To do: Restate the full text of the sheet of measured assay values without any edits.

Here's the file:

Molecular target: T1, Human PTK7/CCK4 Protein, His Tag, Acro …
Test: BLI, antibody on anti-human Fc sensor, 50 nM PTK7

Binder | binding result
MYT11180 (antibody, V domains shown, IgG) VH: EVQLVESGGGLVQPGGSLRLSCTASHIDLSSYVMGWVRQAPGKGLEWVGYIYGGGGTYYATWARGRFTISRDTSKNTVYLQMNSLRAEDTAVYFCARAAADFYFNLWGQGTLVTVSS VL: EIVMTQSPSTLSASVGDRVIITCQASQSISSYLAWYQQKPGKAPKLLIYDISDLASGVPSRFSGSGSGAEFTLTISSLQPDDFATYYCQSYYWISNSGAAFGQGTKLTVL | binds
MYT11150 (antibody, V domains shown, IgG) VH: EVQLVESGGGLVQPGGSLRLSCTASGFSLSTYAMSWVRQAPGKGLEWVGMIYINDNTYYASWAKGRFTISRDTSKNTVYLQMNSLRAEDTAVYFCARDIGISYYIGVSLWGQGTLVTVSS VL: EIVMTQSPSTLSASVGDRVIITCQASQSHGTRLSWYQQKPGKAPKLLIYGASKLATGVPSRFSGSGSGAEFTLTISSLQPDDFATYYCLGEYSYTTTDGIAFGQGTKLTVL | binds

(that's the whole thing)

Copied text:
Molecular target: T1, Human PTK7/CCK4 Protein, His Tag, Acro …
Test: BLI, antibody on anti-human Fc sensor, 50 nM PTK7

Binder | binding result
MYT11180 (antibody, V domains shown, IgG) VH: EVQLVESGGGLVQPGGSLRLSCTASHIDLSSYVMGWVRQAPGKGLEWVGYIYGGGGTYYATWARGRFTISRDTSKNTVYLQMNSLRAEDTAVYFCARAAADFYFNLWGQGTLVTVSS VL: EIVMTQSPSTLSASVGDRVIITCQASQSISSYLAWYQQKPGKAPKLLIYDISDLASGVPSRFSGSGSGAEFTLTISSLQPDDFATYYCQSYYWISNSGAAFGQGTKLTVL | binds
MYT11150 (antibody, V domains shown, IgG) VH: EVQLVESGGGLVQPGGSLRLSCTASGFSLSTYAMSWVRQAPGKGLEWVGMIYINDNTYYASWAKGRFTISRDTSKNTVYLQMNSLRAEDTAVYFCARDIGISYYIGVSLWGQGTLVTVSS VL: EIVMTQSPSTLSASVGDRVIITCQASQSHGTRLSWYQQKPGKAPKLLIYGASKLATGVPSRFSGSGSGAEFTLTISSLQPDDFATYYCLGEYSYTTTDGIAFGQGTKLTVL | binds